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2016-10-30T00:00:00.000Z

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Wrong Gillian Einstein?

Dr. Gillian Einstein PhD

Director of Collaborative Graduate Program In Women's Health

U of T

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U of T

Background Information

Employment History

Director

University of Toronto

Associate Professor

Dalla Lana School of Public Health

Affiliations

Chair of the Gender and Health Advisory Board
Canadian Institutes of Health Research

Advisory Board Member
Institute of Gender and Health

Founding Member
Organization for the Study of Sex Differences

Member
Bonham Centre for Sexual Diversity Studies at the University of Toronto

Senior Fellow
University College

Member
Institute for Life Course and Aging

Advisor
World Health Organization

Full Member
School of Graduate Studies

Member
Institute for Human Development

Board Member
Gruter Institute

Member of the Scientific Staff of Obstetrics and Gynecology
Sunnybrook Health Sciences Centre

Special Advisor On FGM
WHO

Education

A.B.

Harvard

Ph.D.

University of Pennsylvania

Web References (197 Total References)


News

home.psych.utoronto.ca [cached]

Psychology faculty member Gillian Einstein has received funding from the Canadian Breast Canada Foundation (CBCF) to study what happens to women's cognition, including memory and attention, after their ovaries are removed. Women who carry the BRCA1 or 2 mutations, which increase the risk of cancer, are often counselled to have their ovaries removed as a preventative measre. Dr. Einstein believes that they need. and have the right, to know how this will affect them in order to make a properly informed decision. Her study will fill the need for more research on the effect of ovarian removal on cognition.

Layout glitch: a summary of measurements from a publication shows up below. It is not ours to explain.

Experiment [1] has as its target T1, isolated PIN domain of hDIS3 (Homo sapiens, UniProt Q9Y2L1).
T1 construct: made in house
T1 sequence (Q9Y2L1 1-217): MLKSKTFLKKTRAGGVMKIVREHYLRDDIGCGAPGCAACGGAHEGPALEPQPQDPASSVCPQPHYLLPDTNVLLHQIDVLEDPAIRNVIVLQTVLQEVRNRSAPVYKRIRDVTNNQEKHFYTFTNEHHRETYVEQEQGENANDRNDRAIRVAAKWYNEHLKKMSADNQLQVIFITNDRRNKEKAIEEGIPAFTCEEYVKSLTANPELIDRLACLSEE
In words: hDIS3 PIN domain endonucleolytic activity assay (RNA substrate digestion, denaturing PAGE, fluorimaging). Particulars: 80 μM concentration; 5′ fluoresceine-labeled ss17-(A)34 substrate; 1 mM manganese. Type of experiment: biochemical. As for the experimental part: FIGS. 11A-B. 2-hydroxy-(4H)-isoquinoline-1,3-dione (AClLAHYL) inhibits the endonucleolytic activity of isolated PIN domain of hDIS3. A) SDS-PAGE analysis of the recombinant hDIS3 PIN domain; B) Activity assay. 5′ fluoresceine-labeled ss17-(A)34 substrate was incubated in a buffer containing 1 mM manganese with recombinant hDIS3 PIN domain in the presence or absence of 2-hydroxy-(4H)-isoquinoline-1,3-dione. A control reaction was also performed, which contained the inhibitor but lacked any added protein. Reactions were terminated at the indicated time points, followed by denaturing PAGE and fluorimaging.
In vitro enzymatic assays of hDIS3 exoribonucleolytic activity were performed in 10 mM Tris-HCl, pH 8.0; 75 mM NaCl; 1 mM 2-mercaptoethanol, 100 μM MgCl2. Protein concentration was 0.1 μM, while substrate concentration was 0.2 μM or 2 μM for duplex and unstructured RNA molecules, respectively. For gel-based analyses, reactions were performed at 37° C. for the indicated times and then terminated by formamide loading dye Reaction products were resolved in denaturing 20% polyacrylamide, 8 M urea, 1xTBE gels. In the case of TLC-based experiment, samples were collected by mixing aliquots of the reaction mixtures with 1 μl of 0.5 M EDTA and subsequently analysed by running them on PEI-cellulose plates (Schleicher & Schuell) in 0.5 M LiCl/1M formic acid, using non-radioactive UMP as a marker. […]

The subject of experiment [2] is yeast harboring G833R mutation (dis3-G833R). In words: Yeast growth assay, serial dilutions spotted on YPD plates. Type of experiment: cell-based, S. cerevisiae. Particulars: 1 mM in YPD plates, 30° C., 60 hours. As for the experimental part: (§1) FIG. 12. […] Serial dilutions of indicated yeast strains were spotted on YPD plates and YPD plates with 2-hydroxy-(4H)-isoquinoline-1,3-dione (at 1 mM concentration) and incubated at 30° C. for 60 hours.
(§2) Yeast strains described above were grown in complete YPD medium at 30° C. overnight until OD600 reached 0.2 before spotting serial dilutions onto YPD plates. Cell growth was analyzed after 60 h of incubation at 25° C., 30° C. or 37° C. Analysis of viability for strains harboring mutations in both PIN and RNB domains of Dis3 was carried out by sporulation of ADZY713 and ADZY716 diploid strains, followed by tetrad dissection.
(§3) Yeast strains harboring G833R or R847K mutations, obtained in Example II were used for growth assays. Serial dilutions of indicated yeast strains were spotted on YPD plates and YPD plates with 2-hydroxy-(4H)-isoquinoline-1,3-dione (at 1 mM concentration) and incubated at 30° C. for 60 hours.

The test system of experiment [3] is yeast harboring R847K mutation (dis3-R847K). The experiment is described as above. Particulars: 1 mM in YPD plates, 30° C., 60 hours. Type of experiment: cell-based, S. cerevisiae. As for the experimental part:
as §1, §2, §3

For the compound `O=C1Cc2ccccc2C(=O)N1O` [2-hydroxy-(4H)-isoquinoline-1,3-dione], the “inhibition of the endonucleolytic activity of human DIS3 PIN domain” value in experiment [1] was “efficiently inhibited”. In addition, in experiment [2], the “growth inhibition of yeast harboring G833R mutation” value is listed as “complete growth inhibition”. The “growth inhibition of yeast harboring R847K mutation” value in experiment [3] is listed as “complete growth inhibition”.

...
Psychology's Gillian Einstein, Director of U of T's Collaborative Graduate Program in Women's Health, was interviewed on CBC's Metro Morning about the Women's Brain Health Intiative with the Initiative's founder, Lynn Posluns.
...
These include research by graduate student Renée Biss on the benefits of 'early to bed, early to rise' , Dr. Gillian Einstein's co-written paper on the relationship, or lack thereof, between PMS and mood, and UTM Professor Emily Impett's collaborative study on Facebook images and what they say about relationships.


Dalla Lana School of Public Health

www.dlsph.utoronto.ca [cached]

DLSPH & U of T's researcher and neuroscientist Gillian Einstein in the news


DLSPH & U of T's researcher ...

www.dlsph.utoronto.ca [cached]

DLSPH & U of T's researcher and neuroscientist Gillian Einstein in the news


"There is so much cultural baggage ...

medicine.utoronto.ca [cached]